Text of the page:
Four days before an Iowa apartment building collapsed, an engineering firm warned that it appeared at risk of crumbling.
A letter dated May 24 from Select Structural Engineering said large patches of brick “appear ready to fall imminently” and laid out repair recommendations “to keep the entire face of the building from falling away when the bottoms area(s) come loose.”
The engineers also warned that “the brick façade is unlikely to be preserved in place, but it can be brought down in a safe, controlled manner.”
City officials said Thursday that they did not order residents to vacate because they relied on the engineering team’s assurances that the building was safe.
The 116-year-old building in Davenport, Iowa, partially collapsed over the weekend, and three people are still unaccounted for, police said Thursday.
They were identified as: Branden Colvin, Ryan Hitchcock and 60-year-old Daniel Prien.
Earlier this week police said five were unaccounted for, but two of those people have been located: one moved out a month ago and was in Texas and another was in Davenport.
Davenport Police Chief Jeffery Bladel said there’s a “high probability” the three missing individuals were home when a portion of the building caved in and are in “that collapsed space.”
“All the information provided to us is that space is not sustainable to life,” he added.
Davenport Mayor Mike Matson said there’s no timeline for demolition as officials work with experts to find a way to safely demolish the building while acknowledging it as a “resting place.”
Documents reveal city interacted with building, owner over 100 times in past 3 years
The city released a cache of documents and permits Wednesday evening showing a history of tenant complaints and issues plaguing 324 Main Street.
When asked by reporters during a Thursday news conference on why the building wasn’t shut down despite myriad problems, city officials said that the collapse is “a new thing for our city” and that they trusted a May report from an engineering firm hired by the property owner that deemed the structure safe.
Here are most damning revelations in the released documents:
- There were a total of 145 interactions between the city and the property and owner Andrew Wold from 2020 to 2023
- Those interactions included inspections and documented tenant complaints that spanned water coming through ceilings, faulty plumbing, no heat for months, overflowing garbage and worsening cracks in walls.
- There were five “notice to vacate letters” issued to different apartment units between 2020 to 2023 due to “substandard conditions” and after multiple inspections found issues hadn’t been fixed.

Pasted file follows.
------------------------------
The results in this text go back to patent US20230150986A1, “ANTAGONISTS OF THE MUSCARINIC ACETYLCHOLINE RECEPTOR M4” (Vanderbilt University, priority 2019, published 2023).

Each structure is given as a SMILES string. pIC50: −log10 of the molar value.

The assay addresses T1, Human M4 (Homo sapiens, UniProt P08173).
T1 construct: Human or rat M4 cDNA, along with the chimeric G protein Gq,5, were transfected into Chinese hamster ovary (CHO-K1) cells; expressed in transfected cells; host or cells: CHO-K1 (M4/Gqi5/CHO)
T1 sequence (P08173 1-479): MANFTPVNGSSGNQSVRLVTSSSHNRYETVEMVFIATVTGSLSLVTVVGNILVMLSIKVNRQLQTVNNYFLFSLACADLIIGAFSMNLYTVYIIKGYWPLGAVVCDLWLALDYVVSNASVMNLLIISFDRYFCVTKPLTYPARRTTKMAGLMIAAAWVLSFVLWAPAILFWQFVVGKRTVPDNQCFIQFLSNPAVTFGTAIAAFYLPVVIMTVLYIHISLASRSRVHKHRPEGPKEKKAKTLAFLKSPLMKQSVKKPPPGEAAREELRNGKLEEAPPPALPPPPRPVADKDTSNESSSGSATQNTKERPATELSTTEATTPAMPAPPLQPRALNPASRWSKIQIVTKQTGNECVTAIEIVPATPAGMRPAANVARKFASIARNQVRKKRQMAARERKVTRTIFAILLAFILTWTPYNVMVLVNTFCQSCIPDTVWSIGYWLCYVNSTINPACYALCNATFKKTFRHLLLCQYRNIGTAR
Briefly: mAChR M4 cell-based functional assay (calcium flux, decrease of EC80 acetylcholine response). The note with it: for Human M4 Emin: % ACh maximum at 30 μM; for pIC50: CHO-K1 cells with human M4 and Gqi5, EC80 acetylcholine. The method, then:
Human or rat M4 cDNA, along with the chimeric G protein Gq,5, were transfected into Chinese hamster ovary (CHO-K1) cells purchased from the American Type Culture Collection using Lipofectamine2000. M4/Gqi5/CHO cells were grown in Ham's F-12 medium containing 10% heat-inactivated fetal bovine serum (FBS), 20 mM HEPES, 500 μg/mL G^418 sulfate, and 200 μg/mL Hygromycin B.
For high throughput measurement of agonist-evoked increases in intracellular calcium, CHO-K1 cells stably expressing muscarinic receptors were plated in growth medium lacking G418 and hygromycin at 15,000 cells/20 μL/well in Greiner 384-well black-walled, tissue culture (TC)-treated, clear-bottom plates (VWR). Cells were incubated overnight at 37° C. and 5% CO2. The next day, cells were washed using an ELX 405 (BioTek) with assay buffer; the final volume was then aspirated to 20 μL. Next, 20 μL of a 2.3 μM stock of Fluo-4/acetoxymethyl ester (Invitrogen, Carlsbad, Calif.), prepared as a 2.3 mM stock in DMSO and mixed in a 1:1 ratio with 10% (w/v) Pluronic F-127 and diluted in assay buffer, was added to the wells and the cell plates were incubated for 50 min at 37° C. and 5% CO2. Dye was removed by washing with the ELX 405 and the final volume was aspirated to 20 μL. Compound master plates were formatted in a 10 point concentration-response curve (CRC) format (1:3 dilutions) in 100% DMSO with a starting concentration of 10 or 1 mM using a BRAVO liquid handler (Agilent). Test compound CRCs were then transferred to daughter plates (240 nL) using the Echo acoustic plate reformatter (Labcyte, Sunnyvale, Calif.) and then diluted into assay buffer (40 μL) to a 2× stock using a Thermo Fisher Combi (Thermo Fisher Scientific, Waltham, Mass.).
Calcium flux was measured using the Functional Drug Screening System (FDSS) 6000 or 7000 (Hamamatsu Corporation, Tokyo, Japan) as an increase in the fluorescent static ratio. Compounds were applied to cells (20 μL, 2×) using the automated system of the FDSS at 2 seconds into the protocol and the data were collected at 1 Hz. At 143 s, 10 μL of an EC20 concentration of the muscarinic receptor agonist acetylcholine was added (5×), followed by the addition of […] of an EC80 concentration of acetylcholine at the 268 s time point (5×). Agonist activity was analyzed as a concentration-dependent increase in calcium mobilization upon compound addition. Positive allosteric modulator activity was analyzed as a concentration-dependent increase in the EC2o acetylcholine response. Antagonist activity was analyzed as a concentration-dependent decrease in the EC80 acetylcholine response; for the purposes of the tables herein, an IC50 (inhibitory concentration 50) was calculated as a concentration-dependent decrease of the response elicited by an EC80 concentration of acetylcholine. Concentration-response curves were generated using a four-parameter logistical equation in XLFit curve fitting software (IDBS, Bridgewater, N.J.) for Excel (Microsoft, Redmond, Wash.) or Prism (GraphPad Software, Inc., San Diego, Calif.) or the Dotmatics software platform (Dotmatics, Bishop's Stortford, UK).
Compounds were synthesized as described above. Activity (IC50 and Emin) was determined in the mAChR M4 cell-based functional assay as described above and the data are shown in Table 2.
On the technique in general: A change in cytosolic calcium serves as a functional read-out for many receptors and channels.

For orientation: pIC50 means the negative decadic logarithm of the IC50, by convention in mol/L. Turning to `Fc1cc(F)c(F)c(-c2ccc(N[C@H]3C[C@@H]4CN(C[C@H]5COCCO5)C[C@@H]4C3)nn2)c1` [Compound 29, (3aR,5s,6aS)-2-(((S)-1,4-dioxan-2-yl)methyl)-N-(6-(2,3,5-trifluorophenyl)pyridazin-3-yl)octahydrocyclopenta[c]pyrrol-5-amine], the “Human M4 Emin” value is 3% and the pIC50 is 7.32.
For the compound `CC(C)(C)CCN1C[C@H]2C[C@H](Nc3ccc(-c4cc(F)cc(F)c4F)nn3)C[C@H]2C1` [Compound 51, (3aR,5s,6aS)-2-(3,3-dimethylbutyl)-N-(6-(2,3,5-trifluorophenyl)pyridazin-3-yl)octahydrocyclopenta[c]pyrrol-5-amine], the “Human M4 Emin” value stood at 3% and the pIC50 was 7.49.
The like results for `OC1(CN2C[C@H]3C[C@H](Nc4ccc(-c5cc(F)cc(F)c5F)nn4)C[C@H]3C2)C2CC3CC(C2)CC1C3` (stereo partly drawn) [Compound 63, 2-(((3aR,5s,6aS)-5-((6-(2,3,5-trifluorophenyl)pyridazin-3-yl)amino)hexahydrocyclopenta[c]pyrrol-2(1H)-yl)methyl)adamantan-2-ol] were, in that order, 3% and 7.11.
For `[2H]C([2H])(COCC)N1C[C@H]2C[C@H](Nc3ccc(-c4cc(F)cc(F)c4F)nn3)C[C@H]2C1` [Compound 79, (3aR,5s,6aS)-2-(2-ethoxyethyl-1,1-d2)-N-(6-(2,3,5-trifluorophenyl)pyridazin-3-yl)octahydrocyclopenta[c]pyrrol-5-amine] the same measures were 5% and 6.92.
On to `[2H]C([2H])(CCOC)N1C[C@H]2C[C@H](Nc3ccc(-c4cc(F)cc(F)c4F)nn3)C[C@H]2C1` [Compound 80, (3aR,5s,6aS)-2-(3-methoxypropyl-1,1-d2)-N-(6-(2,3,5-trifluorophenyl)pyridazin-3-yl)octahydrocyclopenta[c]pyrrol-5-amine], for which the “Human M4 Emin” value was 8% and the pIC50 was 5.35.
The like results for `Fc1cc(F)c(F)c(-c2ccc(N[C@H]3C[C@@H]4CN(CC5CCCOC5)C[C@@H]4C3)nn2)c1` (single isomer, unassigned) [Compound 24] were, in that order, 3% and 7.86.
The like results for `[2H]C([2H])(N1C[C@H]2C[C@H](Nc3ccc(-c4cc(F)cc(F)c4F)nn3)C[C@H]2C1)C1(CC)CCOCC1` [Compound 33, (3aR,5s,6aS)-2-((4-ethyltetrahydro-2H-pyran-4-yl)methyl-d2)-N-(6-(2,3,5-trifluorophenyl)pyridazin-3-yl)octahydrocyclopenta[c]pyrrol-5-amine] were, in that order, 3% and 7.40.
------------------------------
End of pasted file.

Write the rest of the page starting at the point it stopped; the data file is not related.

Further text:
- A letter from Fire Marshal Jim Morris dated March 13 said an inspection found several fire hazard issues including faulty emergency lights, fire doors that didn’t function properly, and outdated smoke detectors. The letter said: “The lack of responsiveness with this property is unacceptable.”
- There were also multiple notices that city code inspectors were unable to access the building.
- The building was declared a nuisance in May 2022 due to several solid waste violations. Wold was ordered to pay a $4,500 penalty after he failed to appear in court, The Associated Press reported.
- A city notice dated Feb. 2 said a field inspection showed issues that needed immediate attention. It said “part of the south-west wall has been gradually failing” and “There is visible crumbling of this exterior load bearing wall under the support beam.” It also said that exterior brick veneer has separated which allowed rain and ice to build up and cause “further damage.” It said “emergency vacate orders will be posted on the building if the failing masonry area is not secured per this letter.”
Property owner cited
A citation was filed against Wold on Tuesday in Scott County Court for failing to maintain the building in a safe and sanitary condition. The city asked for a $300 fine plus court fees.
“The city of Davenport requests that the Court order the defendant from committing any further violations of the city code provisions,” the citation said.
City Attorney Tom Warner said that the citation was filed to prevent Wold from transferring the property to avoid the demolition order.
A court date is set for June 9.
Since the collapse, there’s been outrage and frustration with the city’s handling of the building and collapse aftermath.
Former and recent tenants of the historic Iowa apartment building said they had complained to management for years about cracks in the walls, a lack of heat and air conditioning, and plumbing woes — but were consistently ignored.
When asked Thursday if the city should have vacated the building to prevent such a disaster, Mayor Mike Matson simply said: “I have the same anger and concern.”
Wold purchased the historic property in June 2021. He issued his first public comment since the Sunday collapse on Tuesday.
“Our thoughts and prayers are with our tenants and families during this difficult time,” a statement signed by Andrew Wold and the Village Property Management team said.
“We have been working closely with the American Red Cross and other agencies to assist the displaced tenants affected by this event. We are forever grateful to them for all of their assistance with our tenants,” the brief statement said.
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